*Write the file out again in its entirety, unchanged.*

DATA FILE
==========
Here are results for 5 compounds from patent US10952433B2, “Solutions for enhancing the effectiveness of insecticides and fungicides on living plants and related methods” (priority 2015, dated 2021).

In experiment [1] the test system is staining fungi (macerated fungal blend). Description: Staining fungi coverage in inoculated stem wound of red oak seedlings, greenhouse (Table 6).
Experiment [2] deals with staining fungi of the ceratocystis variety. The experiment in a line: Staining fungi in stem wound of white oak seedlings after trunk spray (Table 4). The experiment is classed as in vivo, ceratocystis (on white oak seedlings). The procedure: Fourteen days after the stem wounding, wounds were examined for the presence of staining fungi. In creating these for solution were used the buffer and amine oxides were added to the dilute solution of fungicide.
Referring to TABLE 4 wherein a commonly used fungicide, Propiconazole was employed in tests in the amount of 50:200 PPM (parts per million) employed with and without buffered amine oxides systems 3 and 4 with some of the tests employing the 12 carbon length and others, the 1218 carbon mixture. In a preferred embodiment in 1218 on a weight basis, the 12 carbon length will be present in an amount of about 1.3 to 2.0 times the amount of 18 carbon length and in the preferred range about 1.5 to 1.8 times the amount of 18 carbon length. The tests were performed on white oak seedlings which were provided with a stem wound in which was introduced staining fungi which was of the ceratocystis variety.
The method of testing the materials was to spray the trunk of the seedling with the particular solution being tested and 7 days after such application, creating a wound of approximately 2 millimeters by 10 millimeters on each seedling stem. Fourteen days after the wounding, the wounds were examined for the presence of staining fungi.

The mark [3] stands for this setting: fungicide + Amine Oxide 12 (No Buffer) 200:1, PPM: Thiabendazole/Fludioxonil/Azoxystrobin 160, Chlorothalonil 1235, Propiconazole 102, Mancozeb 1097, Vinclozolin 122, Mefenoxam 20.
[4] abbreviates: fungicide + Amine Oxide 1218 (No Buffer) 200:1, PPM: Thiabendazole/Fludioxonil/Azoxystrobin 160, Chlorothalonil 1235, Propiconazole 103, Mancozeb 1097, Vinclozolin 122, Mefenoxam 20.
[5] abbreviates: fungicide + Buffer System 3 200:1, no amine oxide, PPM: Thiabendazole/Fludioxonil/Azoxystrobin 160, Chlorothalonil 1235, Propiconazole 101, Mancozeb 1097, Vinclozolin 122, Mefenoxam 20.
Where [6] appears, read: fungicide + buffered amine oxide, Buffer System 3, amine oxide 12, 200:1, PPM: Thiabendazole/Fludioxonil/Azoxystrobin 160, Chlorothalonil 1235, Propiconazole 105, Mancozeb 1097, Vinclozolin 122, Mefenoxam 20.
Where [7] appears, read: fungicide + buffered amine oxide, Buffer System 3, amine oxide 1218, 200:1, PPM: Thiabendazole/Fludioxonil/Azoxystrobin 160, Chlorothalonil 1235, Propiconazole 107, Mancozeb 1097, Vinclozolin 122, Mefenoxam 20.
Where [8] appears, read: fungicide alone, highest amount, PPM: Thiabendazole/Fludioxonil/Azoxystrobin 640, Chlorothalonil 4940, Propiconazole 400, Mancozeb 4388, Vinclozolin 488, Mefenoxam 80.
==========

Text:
Here are results for 5 compounds from patent US10952433B2, “Solutions for enhancing the effectiveness of insecticides and fungicides on living plants and related methods” (priority 2015, dated 2021).

In experiment [1] the test system is staining fungi (macerated fungal blend). Description: Staining fungi coverage in inoculated stem wound of red oak seedlings, greenhouse (Table 6).
Experiment [2] deals with staining fungi of the ceratocystis variety. The experiment in a line: Staining fungi in stem wound of white oak seedlings after trunk spray (Table 4). The experiment is classed as in vivo, ceratocystis (on white oak seedlings). The procedure: Fourteen days after the stem wounding, wounds were examined for the presence of staining fungi. In creating these for solution were used the buffer and amine oxides were added to the dilute solution of fungicide.
Referring to TABLE 4 wherein a commonly used fungicide, Propiconazole was employed in tests in the amount of 50:200 PPM (parts per million) employed with and without buffered amine oxides systems 3 and 4 with some of the tests employing the 12 carbon length and others, the 1218 carbon mixture. In a preferred embodiment in 1218 on a weight basis, the 12 carbon length will be present in an amount of about 1.3 to 2.0 times the amount of 18 carbon length and in the preferred range about 1.5 to 1.8 times the amount of 18 carbon length. The tests were performed on white oak seedlings which were provided with a stem wound in which was introduced staining fungi which was of the ceratocystis variety.
The method of testing the materials was to spray the trunk of the seedling with the particular solution being tested and 7 days after such application, creating a wound of approximately 2 millimeters by 10 millimeters on each seedling stem. Fourteen days after the wounding, the wounds were examined for the presence of staining fungi.

The mark [3] stands for this setting: fungicide + Amine Oxide 12 (No Buffer) 200:1, PPM: Thiabendazole/Fludioxonil/Azoxystrobin 160, Chlorothalonil 1235, Propiconazole 102, Mancozeb 1097, Vinclozolin 122, Mefenoxam 20.
[4] abbreviates: fungicide + Amine Oxide 1218 (No Buffer) 200:1, PPM: Thiabendazole/Fludioxonil/Azoxystrobin 160, Chlorothalonil 1235, Propiconazole 103, Mancozeb 1097, Vinclozolin 122, Mefenoxam 20.
[5] abbreviates: fungicide + Buffer System 3 200:1, no amine oxide, PPM: Thiabendazole/Fludioxonil/Azoxystrobin 160, Chlorothalonil 1235, Propiconazole 101, Mancozeb 1097, Vinclozolin 122, Mefenoxam 20.
Where [6] appears, read: fungicide + buffered amine oxide, Buffer System 3, amine oxide 12, 200:1, PPM: Thiabendazole/Fludioxonil/Azoxystrobin 160, Chlorothalonil 1235, Propiconazole 105, Mancozeb 1097, Vinclozolin 122, Mefenoxam 20.
Where [7] appears, read: fungicide + buffered amine oxide, Buffer System 3, amine oxide 1218, 200:1, PPM: Thiabendazole/Fludioxonil/Azoxystrobin 160, Chlorothalonil 1235, Propiconazole 107, Mancozeb 1097, Vinclozolin 122, Mefenoxam 20.
Where [8] appears, read: fungicide alone, highest amount, PPM: Thiabendazole/Fludioxonil/Azoxystrobin 640, Chlorothalonil 4940, Propiconazole 400, Mancozeb 4388, Vinclozolin 488, Mefenoxam 80.